🏆 Answering The Two Most Common PR Questions
How much should you spend on PR?
This issue of The Feed answers some of our readers’ most pressing questions from founders and operators about PR: cost and timing. Let’s dive in!
The sky’s the limit on PR spend, but in order to see results, it’s important you and your company have some foundational pieces in place before you begin a full court press effort.
Realistically how much money does a company need to spend a month to get value from PR? - Brian (Accelerator, New York)
This is one of the most common questions about PR, likely because there is no one size fits all answer. Before we delve into cost, it’s important to figure out when a PR push would make strategic sense for your company.
First, determine what stage of life your company is in.
Do you have a compelling story to tell with proof points?
Has your product or service been tested and adopted by a group of core users?
Have you identified a solid product market fit?
If you feel that your product or company is in a place where you are ready to attract new users and gain attention for yourself, and you have a number of interesting upcoming initiatives that would benefit from a holistic communications strategy, PR should be a key part of your plan. If you are prioritizing product development, market fit or other more internal-focused efforts, you can lighten up on dedicated PR spend.
A general rule of thumb is that a company should spend 10 - 15% of its marketing budget on PR. Agency and freelance costs can range anywhere from below $10,000 to upwards of $70,000 (and above) per month for larger agencies. Determine what you can afford and be realistic about what you need to achieve the results you want. A talented freelancer or small team of experts may be just the fit, and can provide more one-on-one support and strategy.
The most important thing is to find a team or an individual that understands your product and vision, listens and asks questions, can easily collaborate with your team, and is able to create a compelling storyline about your company that resonates with media and consumers.
I have a number of big announcements I want to put out to press. How do I evaluate and time them so I can get the most impact for my brand? - David (Content Development, Los Angeles)
Great question, David! You definitely want to hit a sweet spot where your news can breathe, but you also don’t want to be radio silent for too long between announcements. In terms of your announcements, it’s best to go out with the biggest, splashiest one first because that will help to catch attention as well as set the tone and context for later news. If there are a number of smaller announcements that might not be enough to stand alone, but together could create a compelling story, you can consider grouping them for more impact.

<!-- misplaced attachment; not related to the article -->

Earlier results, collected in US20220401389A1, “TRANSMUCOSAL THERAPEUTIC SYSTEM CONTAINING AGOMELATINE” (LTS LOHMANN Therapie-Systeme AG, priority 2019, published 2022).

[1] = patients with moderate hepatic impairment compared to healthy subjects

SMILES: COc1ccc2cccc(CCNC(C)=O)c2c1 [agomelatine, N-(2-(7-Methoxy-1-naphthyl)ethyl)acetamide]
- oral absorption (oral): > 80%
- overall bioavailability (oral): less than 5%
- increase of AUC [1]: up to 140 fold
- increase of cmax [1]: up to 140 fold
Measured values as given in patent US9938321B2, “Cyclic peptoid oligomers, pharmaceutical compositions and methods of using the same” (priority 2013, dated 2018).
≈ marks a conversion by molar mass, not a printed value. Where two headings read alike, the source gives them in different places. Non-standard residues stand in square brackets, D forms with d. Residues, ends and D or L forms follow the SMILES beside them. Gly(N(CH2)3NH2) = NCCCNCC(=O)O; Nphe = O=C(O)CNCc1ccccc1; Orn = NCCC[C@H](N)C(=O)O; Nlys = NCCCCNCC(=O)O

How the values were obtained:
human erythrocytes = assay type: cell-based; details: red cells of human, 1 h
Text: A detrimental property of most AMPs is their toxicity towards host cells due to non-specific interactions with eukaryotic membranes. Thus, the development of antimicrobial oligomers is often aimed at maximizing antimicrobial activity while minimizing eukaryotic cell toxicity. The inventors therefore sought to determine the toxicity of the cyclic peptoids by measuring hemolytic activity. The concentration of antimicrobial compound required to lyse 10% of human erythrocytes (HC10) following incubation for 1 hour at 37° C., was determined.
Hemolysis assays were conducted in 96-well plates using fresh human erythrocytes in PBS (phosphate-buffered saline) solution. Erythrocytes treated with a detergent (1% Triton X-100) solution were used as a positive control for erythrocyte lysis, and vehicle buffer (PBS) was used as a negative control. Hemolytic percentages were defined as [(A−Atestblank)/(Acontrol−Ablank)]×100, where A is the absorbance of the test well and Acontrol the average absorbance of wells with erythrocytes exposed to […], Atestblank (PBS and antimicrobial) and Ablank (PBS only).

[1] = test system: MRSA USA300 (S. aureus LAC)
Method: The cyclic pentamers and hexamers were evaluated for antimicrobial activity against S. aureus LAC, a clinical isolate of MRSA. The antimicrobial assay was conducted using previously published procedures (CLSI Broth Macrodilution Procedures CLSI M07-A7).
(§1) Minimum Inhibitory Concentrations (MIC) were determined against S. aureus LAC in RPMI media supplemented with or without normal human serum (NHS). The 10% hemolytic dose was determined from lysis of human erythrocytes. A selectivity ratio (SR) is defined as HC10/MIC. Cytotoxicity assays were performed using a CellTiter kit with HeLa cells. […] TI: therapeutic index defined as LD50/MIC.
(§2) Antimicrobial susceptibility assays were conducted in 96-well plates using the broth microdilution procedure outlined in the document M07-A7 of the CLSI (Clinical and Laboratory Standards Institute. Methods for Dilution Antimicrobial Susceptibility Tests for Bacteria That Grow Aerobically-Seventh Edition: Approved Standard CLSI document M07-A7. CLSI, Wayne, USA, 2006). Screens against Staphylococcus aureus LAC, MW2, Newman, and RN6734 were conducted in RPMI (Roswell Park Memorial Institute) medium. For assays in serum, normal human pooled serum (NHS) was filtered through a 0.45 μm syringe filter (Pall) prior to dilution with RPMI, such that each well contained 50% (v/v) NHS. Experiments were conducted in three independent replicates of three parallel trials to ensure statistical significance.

Here’s an example of a strategy we built and executed for a company that had a number of announcements, including funding, acquisition/new hire and an industry study, to be released over the course of three months:
First, we went with the biggest news - the new funding - which was an industry-record. By leading with the funding, we were able to secure top-tier coverage of the company, its mission and its vision.
Three weeks later, we announced the company had made its first acquisition, on the heels of its significant fundraise. This was a way to showcase the rapid growth of the company and position it as a leader in the market.
Four weeks later, we are set to release an industry study that will help to position the company as a thought leader and expert within the space.
Each touchstone allowed us to reinforce the company’s mission and vision, secure press coverage for the company’s CEO, and establish the company as the leader in the space. By strategically spreading the announcements out, we were able to create a steady drumbeat of press for the company, allow each piece of news to have its moment, and give our media contacts enough spacing in between outreach so that the news felt fresh for their audiences.
Do you have a question you’d like answered about branding, marketing and communications? Send us a note at email@example.com or reply to this email and we may feature it in an upcoming mailbag issue of The Feed.
🤝Let’s work together. If you would like to learn more about Robin, or want to talk about your brand’s marketing, communications, and product development initiatives, contact us at firstname.lastname@example.org.
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